Difference: McLimitsFittingCode (1 vs. 9)

Revision 92010-03-08 - CatherineWright

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META TOPICPARENT name="WebHome"

MCLimits Fitting Code: Tool for Measuring Sensitivity

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  ttH_massDistribution_Example.C - this is the 'driver' code effectively for MCLIMITS. It defines the input to mclimits and which methods from mclimits should be run.
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This file is available for testing here: /home/cwright/roofit/Rick/tthiggs_CSC_updateForThesis/ttH_massDistribution_Example.C

You will also need the following rootfiles in order to run: /home/cwright/roofit/Rick/tthiggs_CSC_updateForThesis/rootfiles/

(You need them all!)

 

Useful Output

The outcomes from the MCLimits code is heavily dependent on the methods which are selected and run. However there are a set of standard outputs that are of use when doing a hypothesis test, and assessing sensitivity. These are detailed here.

Line: 63 to 68
  - J. Heinrich's Bayesian Limit results (s95med, s95p1,s95p2,s95m1,s95m2)
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The details of these tools are all included in the MCLIMITS documentation (that comes along with the tarball), and rather than repeat the details of each tool here, I recommend you read the paper!
 

Useful Statistics Documentation

There is a myriad of statistics books and papers available. A simple list of papers that are useful for understanding the statistical concepts adopted in the mclimits code are listed here:

Revision 82010-02-26 - CatherineWright

Line: 1 to 1
 
META TOPICPARENT name="WebHome"

MCLimits Fitting Code: Tool for Measuring Sensitivity

Line: 37 to 37
  To run the mclimits package, you need to produce a file which prepares the inputs to mclimits. This is what tchan* is an example of, however these examples require some specific root files that don't come along with the tarball. As such, and a simple example is provided here.
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To run the code:

> root

> .x ttH_massDistribution_Example.C

ttH_massDistribution_Example.C - this is the 'driver' code effectively for MCLIMITS. It defines the input to mclimits and which methods from mclimits should be run.

 

Useful Output

The outcomes from the MCLimits code is heavily dependent on the methods which are selected and run. However there are a set of standard outputs that are of use when doing a hypothesis test, and assessing sensitivity. These are detailed here.

Revision 72010-02-15 - CatherineWright

Line: 1 to 1
 
META TOPICPARENT name="WebHome"

MCLimits Fitting Code: Tool for Measuring Sensitivity

Line: 7 to 7
 This tool is currently utilised at both CDF and D0 at Fermilab for the combined exclusion measurements. This page will detail the use of the code at Glasgow as a tool for determining the sensitivity of the ATLAS Experiment to the SM Higgs Boson. Thus far, this tool has been utilised both as a tool to assess the sensitivity of a Neural Network analysis on the Higgs plus associated top channel and to assess the combined sensitivity of four low-mass Higgs channels in the mass range 110 - 190 Gev.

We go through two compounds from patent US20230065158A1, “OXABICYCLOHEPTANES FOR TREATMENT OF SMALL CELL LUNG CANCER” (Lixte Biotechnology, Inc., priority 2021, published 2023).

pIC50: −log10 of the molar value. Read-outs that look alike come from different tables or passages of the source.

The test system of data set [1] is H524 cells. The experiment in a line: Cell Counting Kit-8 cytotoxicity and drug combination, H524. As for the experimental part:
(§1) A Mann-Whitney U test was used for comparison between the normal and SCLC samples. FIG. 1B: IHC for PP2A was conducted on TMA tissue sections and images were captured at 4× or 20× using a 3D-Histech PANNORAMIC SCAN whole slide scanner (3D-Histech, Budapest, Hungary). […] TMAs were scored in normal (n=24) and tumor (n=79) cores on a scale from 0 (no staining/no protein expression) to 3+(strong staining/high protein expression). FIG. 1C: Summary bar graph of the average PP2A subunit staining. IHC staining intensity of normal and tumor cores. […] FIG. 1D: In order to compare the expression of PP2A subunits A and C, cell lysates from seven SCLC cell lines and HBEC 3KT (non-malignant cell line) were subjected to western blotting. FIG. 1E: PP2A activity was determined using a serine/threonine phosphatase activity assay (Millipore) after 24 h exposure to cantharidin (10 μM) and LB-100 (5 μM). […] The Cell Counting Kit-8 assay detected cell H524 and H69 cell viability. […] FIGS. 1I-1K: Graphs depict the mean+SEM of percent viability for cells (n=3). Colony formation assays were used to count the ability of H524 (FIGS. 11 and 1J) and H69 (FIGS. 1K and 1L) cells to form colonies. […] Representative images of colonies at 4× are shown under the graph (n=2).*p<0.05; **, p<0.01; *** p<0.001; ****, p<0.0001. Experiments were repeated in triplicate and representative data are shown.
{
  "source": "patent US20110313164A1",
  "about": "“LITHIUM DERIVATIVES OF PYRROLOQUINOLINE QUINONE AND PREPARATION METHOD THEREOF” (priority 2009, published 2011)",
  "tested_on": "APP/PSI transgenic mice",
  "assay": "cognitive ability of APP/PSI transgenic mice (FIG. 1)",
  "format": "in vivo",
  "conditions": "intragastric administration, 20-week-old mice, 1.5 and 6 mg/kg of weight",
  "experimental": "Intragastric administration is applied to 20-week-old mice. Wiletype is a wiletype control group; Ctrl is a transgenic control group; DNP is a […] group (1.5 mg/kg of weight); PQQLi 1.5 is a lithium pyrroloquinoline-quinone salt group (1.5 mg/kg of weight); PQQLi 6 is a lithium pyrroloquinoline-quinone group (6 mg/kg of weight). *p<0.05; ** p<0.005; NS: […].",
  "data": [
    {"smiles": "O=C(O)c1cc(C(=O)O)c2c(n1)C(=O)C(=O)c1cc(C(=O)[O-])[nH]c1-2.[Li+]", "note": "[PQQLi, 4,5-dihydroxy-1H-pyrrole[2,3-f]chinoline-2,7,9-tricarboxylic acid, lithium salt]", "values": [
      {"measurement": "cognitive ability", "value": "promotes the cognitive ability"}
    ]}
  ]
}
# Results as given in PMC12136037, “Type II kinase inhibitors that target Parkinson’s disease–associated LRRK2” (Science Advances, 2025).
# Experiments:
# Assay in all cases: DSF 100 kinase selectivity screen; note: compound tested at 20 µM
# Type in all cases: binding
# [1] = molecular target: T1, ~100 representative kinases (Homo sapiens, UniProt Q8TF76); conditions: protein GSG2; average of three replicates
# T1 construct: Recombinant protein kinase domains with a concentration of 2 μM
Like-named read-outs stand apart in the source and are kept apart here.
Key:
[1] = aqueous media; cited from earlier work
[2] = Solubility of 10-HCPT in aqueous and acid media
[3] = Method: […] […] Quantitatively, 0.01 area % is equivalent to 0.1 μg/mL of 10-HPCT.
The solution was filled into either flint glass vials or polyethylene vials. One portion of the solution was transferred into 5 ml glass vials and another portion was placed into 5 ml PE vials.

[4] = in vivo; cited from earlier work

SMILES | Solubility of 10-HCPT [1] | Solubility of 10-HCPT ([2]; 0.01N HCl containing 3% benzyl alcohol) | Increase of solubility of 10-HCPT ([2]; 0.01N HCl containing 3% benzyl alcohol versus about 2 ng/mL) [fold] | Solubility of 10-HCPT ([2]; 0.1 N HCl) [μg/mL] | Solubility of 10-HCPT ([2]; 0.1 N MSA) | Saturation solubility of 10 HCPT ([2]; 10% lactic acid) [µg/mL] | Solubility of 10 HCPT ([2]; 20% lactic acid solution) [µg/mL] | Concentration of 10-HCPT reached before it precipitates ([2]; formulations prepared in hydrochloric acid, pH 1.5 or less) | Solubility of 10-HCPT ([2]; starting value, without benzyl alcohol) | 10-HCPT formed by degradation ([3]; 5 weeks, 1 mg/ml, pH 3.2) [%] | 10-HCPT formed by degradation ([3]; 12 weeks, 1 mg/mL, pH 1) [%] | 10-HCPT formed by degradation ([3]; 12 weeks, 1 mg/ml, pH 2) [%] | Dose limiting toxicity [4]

The code can be downloaded in a tarball from the PhyStat website, by following this link. The file you download (as of 15th Feb 2010) is mclimit_feb17_2009.tgz.

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MCLimits Code

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MCLimits Tarball

 
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The MC Limits tarball should be downloaded following the link above. Several files are included in the tarball in a directory, mclimit/. Details of the files are given below, alongside their purpose.
  • mclimits.C
  • mclimits.h
  • toy.C

Prerequisites

>
>
The MC Limits tarball should be downloaded following the link above. Several files are included in the tarball in a directory, mclimit/. These are detailed below:

Documentation

 
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Project Aims

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There is significant documentation which comes along with the tarball of the code. This contains details of the methods and functions available in mclimits as well as giving an outline of the statistical framework
  • mclimit_csm.pdf - Details general statistical framework and also has details of each of the methods available in the mclimits code.
  • chisquare.pdf - Describes the relationship between a chi^2 and a likelihood, detailing the specific chi^2 function minimised. Discusses how systematic uncertainties are handled.
  • genlimit.pdf - Describes the Bayesian Limit Calculator, developed by J. Heinrich and utilised by CDF/D0 to produce the combined exclusion limits for the two experiments as a function of the SM cross-section.
  • mclimit.html - Contains details of the updates to the code along with brief explanations of what each file is
  • README - Warning about the example code for running. See below.

The Code

  • mclimits_csm.C - This is the code, containing all the methods and functions necessary to test two hypotheses and produce discovery sensitivity and exclusion limits.